Album Review: White Light White Heat by The Velvet Underground

While their previous record The Velvet Underground and Nico gets more attention and is arguably more well rounded, the group’s follow up White Light White heat remains a favorite of mine for it’s high energy assault and chaotic experimentation.  For those who do not know, The Velvet Underground is an important 60’s rock band, that greatly influenced punk and other “alternative genres”.  The group is known for starting the careers of Lou Reed and John Cale, and their association with art icon Andy Warhol.

White Light White Heat comes at a time when the band had parted ways with Nico and fired Andy Warhol.  As such, Lou Reed and John Cale largely dominate the record.  The resulting album feels like an intense kick in the teeth today, and I can only imagine how it must have sounded, to people in the sixties who heard it for the first time.  Through out the record, Lou Plays heavily distorted (often screeching) guitars, John Contributes in a wide variety of ways and drummer Maureen “Mo” Tucker plays relentless, almost mechanical, pounding, beats that never get lost above the chaos.  She avoids any ornate drumming, and I doubt she even hits the symbols once on the whole record.

The album opens with its title track, a Jerry-Lee Louis style rocker featuring John Cale playing a pounding skeletal piano part (not unlike the one he plays on The Stooge’s I wanna be Your Dog), that at times is drowned by Reed’s droning ultra-distorted guitar, and tucker full frontal drum assault.  Reed’s lyrics in this track are unambiguously about shooting hard drugs.  It includes lines like: “I surely do love to watch that stuff drip itself in” and “watch that speed freak everybody gonna go and make it every week”.  As the track progresses, the song’s droning and pounding elements becomes more prevalent.

Next is the gift, which features John Cale reading a short story written by Reed in one speaker, while the band rocks out in another speaker.  The story features, Waldo Jeffers a lovesick student, who attempts to mail himself to his long-distance girlfriend.  The ill-fated tale has a very cosmopolitan feel to it and reminds me of an early Vonnegut story.  Meanwhile the band jams in a fairly steady fashion, while some rather abrasive and dirty guitar notes are hit.

The Gift is followed by Lady Godiva’s Operation, which features John Cale singing about a transexual woman’s botch lobotomy.  The melody is almost Beatles like, but the harsh instrumentation sounds completely in keeping with the rest of this album.  As the song progresses, it gets weirder and weirder.  About three fourths of the way through, vocals from Lou start interjecting to cut off the last words of Cale’s lines and singing their own.  Lou’s interjections on the track sound intentionally poorly mixed and poorly sung in places.  Meanwhile, there are weird heavy breathing sounds and chatter going on as well as something that sounds a lot like a wookie moaning.  All this happens as the guys are getting deep into surgical imagery.  I am told it is a hell of a thing to lay on a guy with a head full of drugs.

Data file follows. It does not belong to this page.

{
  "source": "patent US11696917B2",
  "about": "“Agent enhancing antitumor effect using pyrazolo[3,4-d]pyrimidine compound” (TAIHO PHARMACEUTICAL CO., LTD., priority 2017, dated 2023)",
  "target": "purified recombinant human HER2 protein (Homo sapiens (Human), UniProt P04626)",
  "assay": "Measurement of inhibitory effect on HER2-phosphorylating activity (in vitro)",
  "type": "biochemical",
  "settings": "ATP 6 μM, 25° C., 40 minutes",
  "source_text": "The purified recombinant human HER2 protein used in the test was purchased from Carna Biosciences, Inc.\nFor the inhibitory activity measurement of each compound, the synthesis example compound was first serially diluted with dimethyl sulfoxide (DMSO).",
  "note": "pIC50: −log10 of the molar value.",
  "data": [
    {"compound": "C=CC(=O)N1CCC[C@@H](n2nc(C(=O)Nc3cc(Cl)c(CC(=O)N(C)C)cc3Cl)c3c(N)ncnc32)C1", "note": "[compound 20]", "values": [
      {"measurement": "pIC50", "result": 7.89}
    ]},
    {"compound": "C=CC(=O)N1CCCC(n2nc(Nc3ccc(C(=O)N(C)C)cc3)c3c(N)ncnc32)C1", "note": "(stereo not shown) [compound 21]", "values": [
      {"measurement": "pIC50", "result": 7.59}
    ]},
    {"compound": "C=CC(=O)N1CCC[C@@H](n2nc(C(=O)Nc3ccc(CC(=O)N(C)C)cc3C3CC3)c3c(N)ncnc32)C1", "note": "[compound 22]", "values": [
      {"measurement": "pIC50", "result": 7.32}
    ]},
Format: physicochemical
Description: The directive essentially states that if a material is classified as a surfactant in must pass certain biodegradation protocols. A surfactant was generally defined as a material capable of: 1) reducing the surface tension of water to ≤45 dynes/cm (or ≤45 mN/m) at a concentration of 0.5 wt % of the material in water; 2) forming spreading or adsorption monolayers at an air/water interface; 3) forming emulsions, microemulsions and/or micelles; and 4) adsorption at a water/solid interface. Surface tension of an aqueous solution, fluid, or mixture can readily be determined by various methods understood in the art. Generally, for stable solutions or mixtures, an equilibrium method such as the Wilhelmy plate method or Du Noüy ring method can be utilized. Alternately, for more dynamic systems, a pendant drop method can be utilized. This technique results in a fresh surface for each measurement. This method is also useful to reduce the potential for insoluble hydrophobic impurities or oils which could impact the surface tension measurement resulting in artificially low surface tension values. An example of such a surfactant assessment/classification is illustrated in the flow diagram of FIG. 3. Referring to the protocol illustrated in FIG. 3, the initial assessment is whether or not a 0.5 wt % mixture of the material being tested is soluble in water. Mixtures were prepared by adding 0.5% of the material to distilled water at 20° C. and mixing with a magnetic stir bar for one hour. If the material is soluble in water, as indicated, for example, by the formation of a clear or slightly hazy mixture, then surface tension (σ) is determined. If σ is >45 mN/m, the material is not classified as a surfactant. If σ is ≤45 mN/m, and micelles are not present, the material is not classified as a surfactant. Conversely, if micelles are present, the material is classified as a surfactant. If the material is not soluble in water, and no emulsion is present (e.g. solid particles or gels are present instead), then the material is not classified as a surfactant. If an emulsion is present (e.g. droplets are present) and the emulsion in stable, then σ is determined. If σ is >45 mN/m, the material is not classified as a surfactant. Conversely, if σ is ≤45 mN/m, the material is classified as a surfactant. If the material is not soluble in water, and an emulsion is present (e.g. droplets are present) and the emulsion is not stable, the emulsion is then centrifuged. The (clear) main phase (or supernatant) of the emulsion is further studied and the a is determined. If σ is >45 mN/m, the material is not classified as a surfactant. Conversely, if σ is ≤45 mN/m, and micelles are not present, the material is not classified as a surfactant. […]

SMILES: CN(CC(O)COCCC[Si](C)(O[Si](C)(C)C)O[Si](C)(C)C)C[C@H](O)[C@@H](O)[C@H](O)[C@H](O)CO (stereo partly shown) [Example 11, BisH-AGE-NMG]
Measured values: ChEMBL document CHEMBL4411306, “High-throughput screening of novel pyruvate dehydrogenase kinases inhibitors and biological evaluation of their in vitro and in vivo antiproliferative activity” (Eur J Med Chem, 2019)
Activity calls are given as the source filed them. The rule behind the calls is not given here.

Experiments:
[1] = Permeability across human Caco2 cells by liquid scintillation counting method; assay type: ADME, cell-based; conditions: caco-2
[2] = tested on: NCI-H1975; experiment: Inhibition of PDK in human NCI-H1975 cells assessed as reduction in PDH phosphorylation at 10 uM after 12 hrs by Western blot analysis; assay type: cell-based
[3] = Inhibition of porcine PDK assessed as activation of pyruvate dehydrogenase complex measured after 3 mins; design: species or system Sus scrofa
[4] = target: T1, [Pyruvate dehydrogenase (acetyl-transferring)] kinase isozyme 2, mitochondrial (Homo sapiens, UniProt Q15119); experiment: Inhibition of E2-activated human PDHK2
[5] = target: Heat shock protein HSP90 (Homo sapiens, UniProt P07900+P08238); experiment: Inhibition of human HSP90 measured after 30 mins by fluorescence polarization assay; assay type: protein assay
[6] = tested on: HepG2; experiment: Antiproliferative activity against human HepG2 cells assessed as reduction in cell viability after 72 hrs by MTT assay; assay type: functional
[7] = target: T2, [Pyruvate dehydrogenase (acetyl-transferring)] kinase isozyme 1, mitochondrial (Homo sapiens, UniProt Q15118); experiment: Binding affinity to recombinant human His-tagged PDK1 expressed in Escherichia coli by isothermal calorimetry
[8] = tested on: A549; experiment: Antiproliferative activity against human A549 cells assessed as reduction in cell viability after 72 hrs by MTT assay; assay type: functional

The album’s one softer piece, Here She Comes Now, seems to be built around a sexual innuendo, and has some bizarre lyrics from Reed about being “made out of wood”.  It is followed by what have to be the two noisiest and chaotic tracks here.  On Heard Her Call my Name, Lou Reed play high gain high distortion guitar leads that screech with pain, and mo plays her most hard hitting drum machine-like beats, which Reeds guitar sounds strangely syncopated with.  I cannot emphasize how abrasive the guitar is on this otherwise catchy song, other than say it is way ahead of its time.  The track also features some seemingly nonsensical lyrics about being “on ripples” and “eyeballs on my knees”.  It is undeniably a highlight of the album.

The album closes with Sister Ray, which goes on for over seventeen minutes.  The song, was largely improvised and recorded in just one take.  It features Lou singing/shouting about a transsexual orgy and subsequent fight with the police, not to mention “sucking on a ding dong”.  As the song progresses it, gets more structurally free form, as Lou’s guitar and vocals are competing with Cale’s organ parts to see what can be the loudest element of the song.  They frequently drown each other out, and go on bizarre tangents and the only thing that holds the whole thing together is Tucker’s drumming, which never strays from it’s booming rhythm.  Somewhere in it is a groovy party tune, but it is quickly lost among the noise and confusion, which strangely matches the subject matter.

Overall, this is a great album, for anyone looking for a protopunk, or late sixties record, that takes listeners on a wild, noisy ride.  It loud, painful, hideous and utterly unapologetic about it.  No wonder so many punks bands saw inspiration in this music.  It may not be the album I introduce people to this band with, but it is still a favorite among the initiated.

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